The $30 million production (sold separately to multiple distributors internationally, which likely paid down much of the cost) has a cast with previous blockbusters, led by Rooney Mara and Channing Tatum (the latter the driving force with Soderbergh on the also independently produced “Magic Mike”). The director surrounded himself with other previous collaborators, including writer Scott Z. Burns (“Contagion,” “The Informant”) and producer Gregory Jacobs, a partner going back to “Full Frontal.”
Open Road has pursued both broad-based genre films and more upscale-appealing efforts that are still meant to reach a wide rather than specialized audiences. “Side Effects” is a thriller aimed at an adult audience. The lack of awards and festival attention (because of its time of release) and the continued draw of a range of Oscar nominees might have provided a bit more competition than “End of Watch” had (which ended up grossing $41 million).
What comes next: With its adult appeal, a steady run ahead fueled by word of mouth remains a possibility.
4. Silver Linings Playbook (Weinstein) Week 13; Last Weekend: #3
$6,908,000 (-11%) in 2,809 theaters (unchanged); PSA: $2,459; Cumulative: $90,002,000
Another solid hold as the Oscar race heads into the home stretch. Though advertising and outside publicity (this was Mental Health Week for the film’s participants) helps, at this point the strongest asset seems to be word of mouth.
What comes next: This looks like it will easily pass $100 million before the awards, with a good deal more possible.
5. Hansel and Gretel: Witch Hunters (Paramount) Week 3; Last Weekend: #2
$5,750,000 (-39%) in 3.285 theaters (-90); PSA: $1,750; Cumulative: $43,833,000
A smaller than usual falloff indicates both a decent response from audiences as well fewer than normal new big openings as this R-rated take on the classic children’s story continues its respectable run. Overseas is much better, looking like it should easily surpass $100 million above its domestic take.
What comes next: Another film that should end up in the mid-level $60 million range, combined with foreign decent for this decent for this $50 million production.
6. Mama (Universal) Week 4; Last Weekend: #4
$4,300,000 (-34%) in 2,677 theaters (-104); PSA: $1,615; Cumulative: $64,000,000
A modest drop for this Jessica Chastain-starring horror film, which quietly is accumulating a solid total gross.
What comes next: With a $15 millionj budget, and most of the rest of the world still to come, this Spanish production is going to be one of the best returns on investment this year.
7. Zero Dark Thirty (Sony) Week 8; Last Weekend: #5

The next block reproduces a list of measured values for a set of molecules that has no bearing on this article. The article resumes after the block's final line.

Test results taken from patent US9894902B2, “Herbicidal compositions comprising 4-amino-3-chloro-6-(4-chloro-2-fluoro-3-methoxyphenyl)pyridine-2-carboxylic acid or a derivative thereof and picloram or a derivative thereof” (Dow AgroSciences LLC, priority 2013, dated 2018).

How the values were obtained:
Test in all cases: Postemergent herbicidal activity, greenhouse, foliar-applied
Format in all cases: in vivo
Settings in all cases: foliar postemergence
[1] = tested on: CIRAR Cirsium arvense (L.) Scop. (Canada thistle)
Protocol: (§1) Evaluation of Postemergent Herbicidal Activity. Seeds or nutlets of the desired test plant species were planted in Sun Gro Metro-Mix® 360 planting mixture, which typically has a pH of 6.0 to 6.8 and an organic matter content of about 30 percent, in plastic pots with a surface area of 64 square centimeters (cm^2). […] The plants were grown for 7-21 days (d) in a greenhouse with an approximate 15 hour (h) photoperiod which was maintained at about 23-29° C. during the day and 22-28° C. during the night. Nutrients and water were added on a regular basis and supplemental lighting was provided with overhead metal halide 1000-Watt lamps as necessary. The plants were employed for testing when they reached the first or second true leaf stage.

$4,000,000 (-23%) in 2,562 theaters (-309); PSA: $1,561; Cumulative: $83,600,000
A drop of less than 25% even with losing theaters shows the normal pre-Oscar interest continues.
What comes next: This could struggle to reach $100 million (which would make it the seventh of the nine Best Picture nominees) unless is wins one or more major awards.
8. Argo (Warner Bros.) Week 18; Last Weekend: #11
$2,500,000 (+23%) in 1,405 theaters (+470); PSA: $1,779; Cumulative: $123,734,000
Riding the wave of awards that have made this the Oscar Best Picture frontrunner, and just ahead of its DVD retail release next week (Feb. 19), Warner Bros. expanded this to its widest level since before Thanksgiving and a return to the top 10.
What comes next: Though not the biggest grosser among the Best Picture nominees, it has amassed the largest gross pre-Oscars since “The Departed,” which was Warner Bros’. last winner.
9. Django Unchained (Weinstein) Week 7; Last Weekend: #8
$2,288,000 (-24%) in 1,502 theaters (-275); PSA: $1,523; Cumulative: $154,501,000
Another Weinstein film that has benefited from ongoing strong word of mouth as well as the lack of multiple new alternatives. This is a very minor falloff for this stage of the run, even more considering each week it loses more theaters.
What comes next: This won’t sell quite as many domestic tickets as Tarantino’s biggest hit “Pulp Fiction,” but with its very strong worldwide performance (already $187 million) it will outperform that film ultimately.
10. Top Gun 3D (Paramount) NEW
$1,900,000 in 300 theaters; PSA: $6,333; Cumulative: $1,900,000
For the number of theaters for this 3-D makeover of this 27-year-old film, this is an adequate figure (keeping in mind the ticket surcharges and the quality of the IMAX venues). It makes the top ten at a lower figure than normal, and pales compared to the $22 million grossed by “The Phantom Menace” in 3-D a year ago (which did play a much wider break).
What comes next: This sort of performance isn’t going to encourage similar do-overs for other past iconic hits.